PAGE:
I would guess they had to master it all the same because if they only mastered some tracks it would sound weird when you skip from one track to another.

A remastered Black Album...got me all excited lol

[Edited 5/6/11 11:23am]

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Reply #5 posted 05/06/11 11:28am

electricberet

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IIRC, the version of D.M.S.R. on the current 1999 CD also sounds louder than the rest of the album, because it was not included on the first pressing. Not sure why the Black Album didn't get the loudness treatment.

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Reply #6 posted 05/06/11 11:53am

paisley2002

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And the opening track bursts on so suddenly. U hear silence before the CD starts, then all of a sudden.... "DON'T LOOK NOW BUT THERE'S ANOTHER ROCKY ROAD!!!!" Whoa, gotta turn it down....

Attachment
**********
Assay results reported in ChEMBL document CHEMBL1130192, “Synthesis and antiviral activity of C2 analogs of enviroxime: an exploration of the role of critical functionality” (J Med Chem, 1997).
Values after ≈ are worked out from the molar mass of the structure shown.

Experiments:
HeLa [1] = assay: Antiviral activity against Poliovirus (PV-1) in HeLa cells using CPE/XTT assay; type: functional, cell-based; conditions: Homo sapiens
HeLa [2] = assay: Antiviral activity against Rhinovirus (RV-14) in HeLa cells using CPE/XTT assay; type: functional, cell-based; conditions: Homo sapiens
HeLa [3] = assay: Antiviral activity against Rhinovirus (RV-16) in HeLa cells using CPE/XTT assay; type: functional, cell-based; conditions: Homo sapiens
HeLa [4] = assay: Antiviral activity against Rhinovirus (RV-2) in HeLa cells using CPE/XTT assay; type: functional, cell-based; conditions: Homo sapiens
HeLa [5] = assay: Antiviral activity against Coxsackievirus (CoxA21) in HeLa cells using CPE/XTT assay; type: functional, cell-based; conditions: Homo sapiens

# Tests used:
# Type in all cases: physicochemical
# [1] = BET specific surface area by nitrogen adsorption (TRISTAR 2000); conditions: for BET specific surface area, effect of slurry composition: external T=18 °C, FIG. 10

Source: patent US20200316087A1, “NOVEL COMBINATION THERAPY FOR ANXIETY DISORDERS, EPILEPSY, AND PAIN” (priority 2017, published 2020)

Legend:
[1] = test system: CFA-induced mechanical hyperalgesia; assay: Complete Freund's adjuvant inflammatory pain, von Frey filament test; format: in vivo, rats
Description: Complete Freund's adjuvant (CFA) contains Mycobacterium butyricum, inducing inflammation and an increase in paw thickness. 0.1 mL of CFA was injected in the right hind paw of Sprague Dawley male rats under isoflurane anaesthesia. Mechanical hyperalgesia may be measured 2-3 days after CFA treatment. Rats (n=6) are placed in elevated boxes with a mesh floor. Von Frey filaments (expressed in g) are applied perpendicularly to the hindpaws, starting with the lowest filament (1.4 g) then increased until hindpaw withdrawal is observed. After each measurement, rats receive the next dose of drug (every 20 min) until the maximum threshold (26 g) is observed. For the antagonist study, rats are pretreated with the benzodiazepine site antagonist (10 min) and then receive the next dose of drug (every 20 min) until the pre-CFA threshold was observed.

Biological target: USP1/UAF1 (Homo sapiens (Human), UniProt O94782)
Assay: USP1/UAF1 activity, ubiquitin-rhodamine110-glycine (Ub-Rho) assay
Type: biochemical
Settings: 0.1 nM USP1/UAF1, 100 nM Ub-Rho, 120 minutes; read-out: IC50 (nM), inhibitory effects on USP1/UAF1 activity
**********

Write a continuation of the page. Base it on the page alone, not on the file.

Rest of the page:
Don't hate me 'cause I'm NOT beautiful
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Reply #7 posted 05/06/11 12:01pm

steakfinger

Spinlight said:

I just put this album on because I was inspired by the recent mentions in other threads. Is it just me or is this album really loud? I compared it to Rave, which was released the same year, and it doesn't seem quite as sharp. It's almost painful to listen to The Vault at levels I would usually listen to any number of records at (even recent ones like 20TEN or whatever).

Any input? Is it strange for it to be mastered that loud? It was released in 1999, but I thought the material was compiled somewhere around 1995-6ish, around the same time as Chaos and Girl 6.